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Old 03-13-2012, 10:32 PM   #1
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French doors leaking water


Hi Everyone! We bought a house and have slowly been doing repairs. Our current project is installing laminate floors. When we purchased the house, it was mostly carpet. Our inspector did note that there was obvious water damage by the french doors in the master bedroom. The carpet was black from mold and the tack strips had rotted and pulled away from the floor. We had the house through last winter and didn't notice anymore water coming in because the carpet stayed dry. Tonight we started undercutting the molding around the french doors to prepare for the new laminate. We were in for a surprise when we removed the bottom of the moulding and saw that water was puddling under there. We have NO idea where the water is coming in from. We had all the siding professionally replaced on the outside of that wall about 6 months ago. It's obvious that whoever lived here was very into DIY projects, but did none of them correctly. We are sure they installed this door but we have no idea if it was done correctly. I've attached some pictures so hopefully someone can give us some insight.

You can see that it is caulked on the inside. Is that how it's supposed to be done? We are wondering if the bottom (threshold I believe it's called?) was put in correctly. There is a concrete slab outside the door that slopes away from the house. However, there is about a 1/2 inch gap between the metal threshold and the concrete where water pools. Is it possible the water is seeping underneath and coming in?

Here is a straight on to give you an idea of the space. The caulking is very sloppy looking and goes along the bottom of the threshold where it meets the concrete. That blue tape was there when we pulled up the concrete.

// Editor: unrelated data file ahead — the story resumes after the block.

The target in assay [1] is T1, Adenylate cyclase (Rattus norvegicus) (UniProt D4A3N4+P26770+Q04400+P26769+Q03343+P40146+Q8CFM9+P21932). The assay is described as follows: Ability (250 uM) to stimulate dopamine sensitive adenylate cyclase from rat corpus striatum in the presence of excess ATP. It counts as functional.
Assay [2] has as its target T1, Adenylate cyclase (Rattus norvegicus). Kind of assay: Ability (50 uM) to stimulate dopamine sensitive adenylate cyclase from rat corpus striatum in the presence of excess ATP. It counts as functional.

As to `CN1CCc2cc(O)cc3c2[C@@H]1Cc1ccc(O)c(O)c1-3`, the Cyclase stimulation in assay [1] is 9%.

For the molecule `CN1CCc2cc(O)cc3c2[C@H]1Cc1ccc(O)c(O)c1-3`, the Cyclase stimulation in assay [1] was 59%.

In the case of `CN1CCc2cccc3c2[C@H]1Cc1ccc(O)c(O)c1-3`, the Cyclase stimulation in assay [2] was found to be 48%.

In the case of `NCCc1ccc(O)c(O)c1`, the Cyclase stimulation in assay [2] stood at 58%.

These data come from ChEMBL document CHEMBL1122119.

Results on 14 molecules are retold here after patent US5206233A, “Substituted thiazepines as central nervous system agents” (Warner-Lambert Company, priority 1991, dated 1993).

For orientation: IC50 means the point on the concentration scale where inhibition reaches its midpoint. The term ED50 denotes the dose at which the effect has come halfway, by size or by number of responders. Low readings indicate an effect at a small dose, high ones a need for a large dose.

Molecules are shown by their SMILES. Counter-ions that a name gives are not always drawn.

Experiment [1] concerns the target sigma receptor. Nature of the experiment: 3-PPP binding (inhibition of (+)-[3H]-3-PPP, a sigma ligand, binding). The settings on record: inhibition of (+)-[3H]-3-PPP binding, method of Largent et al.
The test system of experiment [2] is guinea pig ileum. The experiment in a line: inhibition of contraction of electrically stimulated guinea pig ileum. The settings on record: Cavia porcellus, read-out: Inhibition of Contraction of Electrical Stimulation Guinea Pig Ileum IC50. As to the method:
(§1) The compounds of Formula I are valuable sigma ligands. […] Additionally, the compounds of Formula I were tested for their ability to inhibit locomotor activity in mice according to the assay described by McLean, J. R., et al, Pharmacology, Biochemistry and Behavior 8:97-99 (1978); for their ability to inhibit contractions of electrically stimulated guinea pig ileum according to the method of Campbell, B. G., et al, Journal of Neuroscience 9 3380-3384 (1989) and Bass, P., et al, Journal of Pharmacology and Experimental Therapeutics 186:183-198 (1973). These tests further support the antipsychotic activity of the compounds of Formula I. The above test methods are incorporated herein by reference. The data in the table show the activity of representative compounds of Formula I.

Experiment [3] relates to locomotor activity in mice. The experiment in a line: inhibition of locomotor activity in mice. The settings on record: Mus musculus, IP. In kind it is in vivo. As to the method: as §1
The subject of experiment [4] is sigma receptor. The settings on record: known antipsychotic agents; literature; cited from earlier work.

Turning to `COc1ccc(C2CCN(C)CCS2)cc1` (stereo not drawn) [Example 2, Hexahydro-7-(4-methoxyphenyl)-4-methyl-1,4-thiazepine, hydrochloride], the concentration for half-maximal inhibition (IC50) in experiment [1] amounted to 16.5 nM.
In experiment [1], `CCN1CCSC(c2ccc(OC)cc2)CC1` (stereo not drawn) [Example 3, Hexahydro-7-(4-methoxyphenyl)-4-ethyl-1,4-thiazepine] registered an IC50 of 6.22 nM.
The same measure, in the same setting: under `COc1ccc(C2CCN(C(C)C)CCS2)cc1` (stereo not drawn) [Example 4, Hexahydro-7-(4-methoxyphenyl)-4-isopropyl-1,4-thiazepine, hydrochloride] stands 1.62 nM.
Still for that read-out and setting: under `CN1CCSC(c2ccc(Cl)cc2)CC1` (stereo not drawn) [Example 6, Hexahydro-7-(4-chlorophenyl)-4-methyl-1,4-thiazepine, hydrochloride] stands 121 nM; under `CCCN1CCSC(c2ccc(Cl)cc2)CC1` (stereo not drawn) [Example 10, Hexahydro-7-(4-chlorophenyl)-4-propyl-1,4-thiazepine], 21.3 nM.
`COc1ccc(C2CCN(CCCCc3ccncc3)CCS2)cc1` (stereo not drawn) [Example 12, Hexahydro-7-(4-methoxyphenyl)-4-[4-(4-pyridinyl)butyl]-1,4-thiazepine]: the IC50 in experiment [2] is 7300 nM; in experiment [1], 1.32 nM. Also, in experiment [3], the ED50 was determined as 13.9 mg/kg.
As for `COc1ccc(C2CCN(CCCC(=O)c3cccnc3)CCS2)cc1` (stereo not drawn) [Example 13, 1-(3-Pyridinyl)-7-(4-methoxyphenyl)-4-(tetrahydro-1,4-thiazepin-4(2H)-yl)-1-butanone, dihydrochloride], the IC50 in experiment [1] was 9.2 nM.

Here is a close up of the "problem area." The water is pooling on the edge of the caulking where it meets the wall. The caulking did not bond well to the concrete. Also, we discovered those wires when we pulled up the carpet. I think they are running to an old alarm system.



Lastly, this is a picture looking straight down onto the threshold. You can see the gap between the metal and the concrete. That is just "empty space" under the metal.



The water is only seeping in on one side of the door. The other side is totally dry. So do you think it's just a matter of recaulking the bottom of the door? Any tips on how to do that? This has set us back a bit since we don't want to even think about getting our laminate near a wet floor. Thanks!!

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Old 03-13-2012, 11:12 PM   #2
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French doors leaking water


I doubt that the threshold is sealed underneath where it should be.

I had this problem and the only way I managed to stop the water entry was to remove the entire door assembly and start over.


Seems the installer had not even bothered to wrap the opening on the sides or top. as well as not laying a nice fat bead of sealing caulk under the threshold.



While you MAY be able to stop the water with caulking (on the outside and inside), the right way is to remove and re-install properly...